The color field paintings of Thomas Stokes evidence a mastery of composition, order, and painterly values. Characterized by luminous fields of delicate coloration strained in thin layers across their picture planes, the artists’ works harmonize unbroken surfaces and serene formats. Their expansive horizontality evokes abstracted landscapes that are at once absolute and ambiguous.
Eschewing the frenetic brushwork and heroic gesturalism of Abstract Expressionism, Stokes’ aesthetic strategies privilege balance over brashness – sustaining gradual, rather than immediate, comprehension. Slyly illusionistic, his paintings also depart from Color Field abstraction’s customary allocation of all visual attention to the surface of the picture plane. By pointing out subtle deceptions – suggestions of depth and volume – the artist alerts viewers to the confluence between the internal and the external, knowing and seeing, ideation and physicality.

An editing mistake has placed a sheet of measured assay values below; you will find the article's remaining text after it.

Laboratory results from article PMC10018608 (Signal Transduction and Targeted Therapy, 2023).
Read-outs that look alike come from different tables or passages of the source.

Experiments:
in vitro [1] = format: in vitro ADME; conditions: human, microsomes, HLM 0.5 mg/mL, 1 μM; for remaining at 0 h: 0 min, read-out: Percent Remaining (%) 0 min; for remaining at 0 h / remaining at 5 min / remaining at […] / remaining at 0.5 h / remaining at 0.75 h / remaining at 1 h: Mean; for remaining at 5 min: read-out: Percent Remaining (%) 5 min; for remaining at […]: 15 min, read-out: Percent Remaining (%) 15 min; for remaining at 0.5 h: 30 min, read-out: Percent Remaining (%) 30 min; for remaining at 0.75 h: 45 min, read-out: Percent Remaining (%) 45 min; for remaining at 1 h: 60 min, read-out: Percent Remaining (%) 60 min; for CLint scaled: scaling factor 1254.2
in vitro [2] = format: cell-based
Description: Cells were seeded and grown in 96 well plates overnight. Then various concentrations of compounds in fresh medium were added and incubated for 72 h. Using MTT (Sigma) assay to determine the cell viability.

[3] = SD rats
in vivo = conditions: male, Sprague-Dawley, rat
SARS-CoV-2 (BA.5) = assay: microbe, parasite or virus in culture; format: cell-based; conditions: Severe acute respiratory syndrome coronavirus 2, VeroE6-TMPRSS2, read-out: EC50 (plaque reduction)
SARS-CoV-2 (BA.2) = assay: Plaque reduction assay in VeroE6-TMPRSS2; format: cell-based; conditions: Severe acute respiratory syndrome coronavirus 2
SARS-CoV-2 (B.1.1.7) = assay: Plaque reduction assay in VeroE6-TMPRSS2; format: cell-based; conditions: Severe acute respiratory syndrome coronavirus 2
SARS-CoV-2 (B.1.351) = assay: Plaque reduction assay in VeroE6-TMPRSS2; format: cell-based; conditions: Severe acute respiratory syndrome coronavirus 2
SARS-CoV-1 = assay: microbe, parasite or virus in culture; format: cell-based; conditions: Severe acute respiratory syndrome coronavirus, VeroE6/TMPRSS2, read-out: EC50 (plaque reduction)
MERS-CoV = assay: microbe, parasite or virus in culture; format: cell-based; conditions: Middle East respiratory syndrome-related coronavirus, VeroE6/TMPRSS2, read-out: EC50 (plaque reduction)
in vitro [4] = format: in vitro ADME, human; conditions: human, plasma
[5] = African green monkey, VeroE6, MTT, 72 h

For Stokes, the way to truth is the power of illusion, instructing us that what we see is not what we see. As the trailblazing New York gallerist Betty Parsons once remarked of the artist, one whom she represented and advocated passionately, “There are many voices to be heard, and Tommy’s is pure poetry.”
Born in New York City on March 15, 1934, Thomas Stokes was raised in Knoxville, Tennessee, and Ft. Lauderdale, Florida. Having returned to New York in the 1950s, he would emerge during the 1960s as the last major artist discovered by Betty Parsons over the course of her storied career. Subsequently living in London, Los Angeles, and Roswell, Stokes settled in Santa Fe in 1986. A significant figure in the history of 20th century abstraction, the artist’s works have been exhibited in numerous museums and collected by significant private collections internationally. Thomas Stokes continued to refine his subtly colored, meditative canvases until his death in 1993.